What regions are Millennials moving to?
The March quarter saw migration into regional centres from capital cities increase by 16.6 per cent, with this trend lar...
A single document will replace the six often required to sell a property in Queensland, the state government has announced.
“Simplifying the paper work involved in a residential property contract will not only help conveyance lawyers and real estate agents but we believe the public will benefit from less paperwork and associated costs,” Premier Anna Bligh said.
The move, which may come into effect as early as late February, is expected to reduce legal costs and cut the number of forms that homeowners are often required to have to sell their property.
Ms Bligh said that currently, requirements in a house contract may include the need for a Sustainability Declaration, a Pool Safety Declaration, a Warning Statement, an Information Sheet, Disclosure Statement and the contract of sale.
“At the moment each one of these means a separate form, each with a fee, and often repeating the same type of information," said the Premier.
“We intend to rid the industry of unnecessary complications making it easier to buy and sell a home in Queensland.”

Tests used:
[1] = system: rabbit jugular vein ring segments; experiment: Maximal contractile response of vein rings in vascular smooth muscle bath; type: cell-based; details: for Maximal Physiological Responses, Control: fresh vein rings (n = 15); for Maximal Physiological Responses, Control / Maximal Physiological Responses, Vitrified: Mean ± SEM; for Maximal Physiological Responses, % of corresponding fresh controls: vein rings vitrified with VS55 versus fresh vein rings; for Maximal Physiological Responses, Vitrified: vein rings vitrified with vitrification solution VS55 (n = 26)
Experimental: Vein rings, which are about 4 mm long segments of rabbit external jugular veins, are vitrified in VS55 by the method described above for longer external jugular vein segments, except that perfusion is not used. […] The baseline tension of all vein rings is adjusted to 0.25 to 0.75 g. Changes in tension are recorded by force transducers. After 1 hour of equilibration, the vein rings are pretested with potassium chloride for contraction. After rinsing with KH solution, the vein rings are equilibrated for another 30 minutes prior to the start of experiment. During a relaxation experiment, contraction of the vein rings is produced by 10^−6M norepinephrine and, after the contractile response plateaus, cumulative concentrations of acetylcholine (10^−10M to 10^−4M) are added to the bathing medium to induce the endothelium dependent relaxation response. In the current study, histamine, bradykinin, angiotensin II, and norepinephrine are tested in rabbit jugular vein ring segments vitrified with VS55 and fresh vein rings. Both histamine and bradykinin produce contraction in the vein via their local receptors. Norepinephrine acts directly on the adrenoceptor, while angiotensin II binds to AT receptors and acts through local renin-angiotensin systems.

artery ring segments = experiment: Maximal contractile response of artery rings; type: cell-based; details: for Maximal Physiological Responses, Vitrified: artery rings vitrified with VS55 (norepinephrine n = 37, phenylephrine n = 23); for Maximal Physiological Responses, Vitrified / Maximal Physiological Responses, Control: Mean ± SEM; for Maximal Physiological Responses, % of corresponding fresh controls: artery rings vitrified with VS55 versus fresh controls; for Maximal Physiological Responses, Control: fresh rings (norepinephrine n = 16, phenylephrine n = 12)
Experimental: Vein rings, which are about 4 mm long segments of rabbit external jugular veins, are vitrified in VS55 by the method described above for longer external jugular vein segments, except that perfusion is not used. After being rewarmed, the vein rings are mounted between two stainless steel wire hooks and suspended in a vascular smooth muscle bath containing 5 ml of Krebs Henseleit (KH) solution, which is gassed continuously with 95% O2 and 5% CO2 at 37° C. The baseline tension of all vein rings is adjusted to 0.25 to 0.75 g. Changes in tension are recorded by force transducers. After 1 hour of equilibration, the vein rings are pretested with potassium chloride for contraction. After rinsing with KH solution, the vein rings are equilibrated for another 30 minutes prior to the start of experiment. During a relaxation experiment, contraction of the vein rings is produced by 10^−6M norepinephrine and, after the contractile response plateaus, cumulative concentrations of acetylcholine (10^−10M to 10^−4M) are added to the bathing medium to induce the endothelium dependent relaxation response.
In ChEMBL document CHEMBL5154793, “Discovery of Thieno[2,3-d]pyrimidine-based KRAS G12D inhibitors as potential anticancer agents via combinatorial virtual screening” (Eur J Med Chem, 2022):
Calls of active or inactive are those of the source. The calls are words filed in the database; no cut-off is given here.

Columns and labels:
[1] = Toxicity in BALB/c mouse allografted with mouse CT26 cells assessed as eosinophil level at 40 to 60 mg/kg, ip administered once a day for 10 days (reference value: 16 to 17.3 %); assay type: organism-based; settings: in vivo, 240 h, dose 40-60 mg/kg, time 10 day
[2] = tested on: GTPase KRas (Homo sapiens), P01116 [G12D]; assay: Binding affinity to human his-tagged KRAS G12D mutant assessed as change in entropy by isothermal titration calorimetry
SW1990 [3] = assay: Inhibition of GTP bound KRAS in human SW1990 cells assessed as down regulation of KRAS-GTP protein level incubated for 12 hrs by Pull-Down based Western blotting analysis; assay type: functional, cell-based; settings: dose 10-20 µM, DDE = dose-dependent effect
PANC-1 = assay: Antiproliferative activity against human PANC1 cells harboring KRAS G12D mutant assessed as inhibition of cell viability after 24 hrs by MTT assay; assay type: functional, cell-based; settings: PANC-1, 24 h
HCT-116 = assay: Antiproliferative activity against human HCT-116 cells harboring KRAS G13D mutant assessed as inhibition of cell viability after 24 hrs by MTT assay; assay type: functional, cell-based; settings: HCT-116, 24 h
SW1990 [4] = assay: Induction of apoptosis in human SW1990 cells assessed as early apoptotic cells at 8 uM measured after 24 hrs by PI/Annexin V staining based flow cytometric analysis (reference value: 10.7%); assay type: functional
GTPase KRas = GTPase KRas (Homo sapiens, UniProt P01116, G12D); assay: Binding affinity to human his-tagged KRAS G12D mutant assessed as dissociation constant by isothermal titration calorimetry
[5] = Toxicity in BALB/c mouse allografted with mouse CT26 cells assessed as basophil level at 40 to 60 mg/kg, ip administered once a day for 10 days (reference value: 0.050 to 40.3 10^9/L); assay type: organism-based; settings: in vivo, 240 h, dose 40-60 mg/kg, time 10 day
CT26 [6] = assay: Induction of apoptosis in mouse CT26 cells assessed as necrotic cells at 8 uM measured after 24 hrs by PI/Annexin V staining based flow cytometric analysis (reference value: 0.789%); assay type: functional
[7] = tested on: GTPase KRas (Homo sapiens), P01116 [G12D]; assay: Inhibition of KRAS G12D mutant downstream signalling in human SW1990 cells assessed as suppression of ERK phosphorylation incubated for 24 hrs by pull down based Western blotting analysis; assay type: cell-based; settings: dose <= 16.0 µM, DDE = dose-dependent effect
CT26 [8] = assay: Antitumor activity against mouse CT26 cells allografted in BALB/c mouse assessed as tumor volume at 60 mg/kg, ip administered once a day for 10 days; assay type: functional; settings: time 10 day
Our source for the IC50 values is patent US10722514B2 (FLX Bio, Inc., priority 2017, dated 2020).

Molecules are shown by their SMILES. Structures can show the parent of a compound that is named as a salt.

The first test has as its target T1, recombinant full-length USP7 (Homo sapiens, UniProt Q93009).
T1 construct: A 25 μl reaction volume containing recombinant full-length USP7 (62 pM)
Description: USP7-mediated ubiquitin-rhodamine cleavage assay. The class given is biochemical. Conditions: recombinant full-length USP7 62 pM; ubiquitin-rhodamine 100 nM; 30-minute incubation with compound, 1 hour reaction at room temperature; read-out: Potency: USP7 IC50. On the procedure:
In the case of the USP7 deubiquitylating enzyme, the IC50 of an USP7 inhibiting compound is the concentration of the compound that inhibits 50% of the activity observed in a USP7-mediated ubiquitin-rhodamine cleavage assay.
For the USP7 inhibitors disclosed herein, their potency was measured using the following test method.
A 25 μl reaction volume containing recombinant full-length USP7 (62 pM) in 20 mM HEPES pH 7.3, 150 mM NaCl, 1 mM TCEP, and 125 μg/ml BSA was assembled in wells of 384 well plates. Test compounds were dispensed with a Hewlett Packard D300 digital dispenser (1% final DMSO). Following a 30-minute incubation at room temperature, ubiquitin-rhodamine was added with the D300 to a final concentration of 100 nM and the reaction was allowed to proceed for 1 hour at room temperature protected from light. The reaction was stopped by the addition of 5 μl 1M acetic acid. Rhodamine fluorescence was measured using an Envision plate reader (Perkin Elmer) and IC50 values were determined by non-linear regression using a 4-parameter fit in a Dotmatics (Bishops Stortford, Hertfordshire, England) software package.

The move has been welcomed by Raine & Horne CEO, Angus Raine, who said he was pleasantly surprised the government was moving so quickly on the matter.
“Anything that can simplify the sales process should be applauded,” he told Smart Property Investment's sister publication Real Estate Business.
He said the proposed change should bring theState more in line with the property sales process in other states.
As part of the change, Ms Bligh said the government would also look at phasing out the current ‘sustainability declaration’ needed to sell a home.
“Many of the measures contained in it are increasingly being covered by building code requirements,” she said.
The Premier said her government planned to work closely with Real Estate Institute of Queensland (REIQ) and the Queensland Law Society (QLS) to structure the ‘one contract’.
“Additionally, we also propose to discuss with REIQ and QLS the potential to incorporate flood mapping data into the ‘One Contract’, pending the recommendations of the Queensland Floods Commission of Inquiry.”